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Stars in Our Lives

by Olya Makarova


Astrology is a millennial controversy, like Huel or socks with sandals. But unlike followers of other trends, today’s lovers of astrology are not entirely indoctrinated. Though many will check their daily horoscope religiously, there is rarely a totalising belief in the influence of the planets on one’s love life or finances. Rather, an ironic posture is assumed – one that distances itself from the irrationality of astrology, keen to mock the ‘scientific’ elements of the influence of the cosmos yet ready to embrace a wholly arbitrary paragraph of divination based on the zodiac. It is a strange state of semi-belief, wherein most millennials and Generation Z know their star sign and consume astrology with astounding regularity, yet cannot truly accept that the sun and planets have any significant influence upon their day- to-day lives.


This was far from the case in Renaissance England, where most believed in the ‘fixed firmament’ as an oracle of the times. Conjunctions between the sun, moon and planets were thought to signal cataclysmic political events (which were often self- fulfilling); stars were ruled by demons and angels and consequently had moral value. Even a system of medicine was based on astrology. The twelve signs of the zodiac were divided into the four categories that represent the elements (earth, air, fire, water) and their corresponding four temperaments (melancholic, sanguine, choleric, phlegmatic), an early method of categorising personalities developed by Hippocrates. Early modern medicine believed that health could be attributed to weather (the air being dry and hot, or wet and cold and so on) and developed a vast taxonomy for how the stars and planets influenced the earthly climate.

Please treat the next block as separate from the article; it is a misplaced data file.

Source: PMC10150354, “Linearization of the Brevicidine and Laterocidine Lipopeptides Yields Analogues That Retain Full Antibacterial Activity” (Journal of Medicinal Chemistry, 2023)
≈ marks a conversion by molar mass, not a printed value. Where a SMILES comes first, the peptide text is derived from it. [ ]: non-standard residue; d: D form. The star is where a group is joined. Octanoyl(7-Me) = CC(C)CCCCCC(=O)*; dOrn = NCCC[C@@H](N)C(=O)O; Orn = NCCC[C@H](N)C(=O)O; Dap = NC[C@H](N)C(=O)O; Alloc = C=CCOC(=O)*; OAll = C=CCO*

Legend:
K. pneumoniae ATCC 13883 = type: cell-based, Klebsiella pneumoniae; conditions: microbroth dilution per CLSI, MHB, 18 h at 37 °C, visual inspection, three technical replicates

This ‘medicinal’ element is at the core of how astrology functioned on a day to day basis in the Renaissance. In theory, it was a highly sophisticated system of divination through mathematical evaluation of the heavens’ influence. In reality, astrologers were proto-therapists who listened to their clients’ problems and then give common sense advice. The most common concerns of clients were ‘personal relationships, business and journey prospects, sickness, lost property, and missing persons accounts,’ in that order.


If we account for police and doctors having eliminated the need for astrology to answer the latter few concerns, the function of astrology in the Renaissance is strikingly similar to that of the modern day. The form of astrology that is now familiar to us – the daily/weekly/monthly horoscope – also existed: almanacs targeting various demographics (differing by location, profession, and so on) were sold on the cheap to attract business for individual astrologers. These were frequently satirised with side-by- side comparisons of overlapping almanacs by different astrologers, which, of course, never truly mapped. In this sense, astrology was considered a swindle even in the Renaissance period.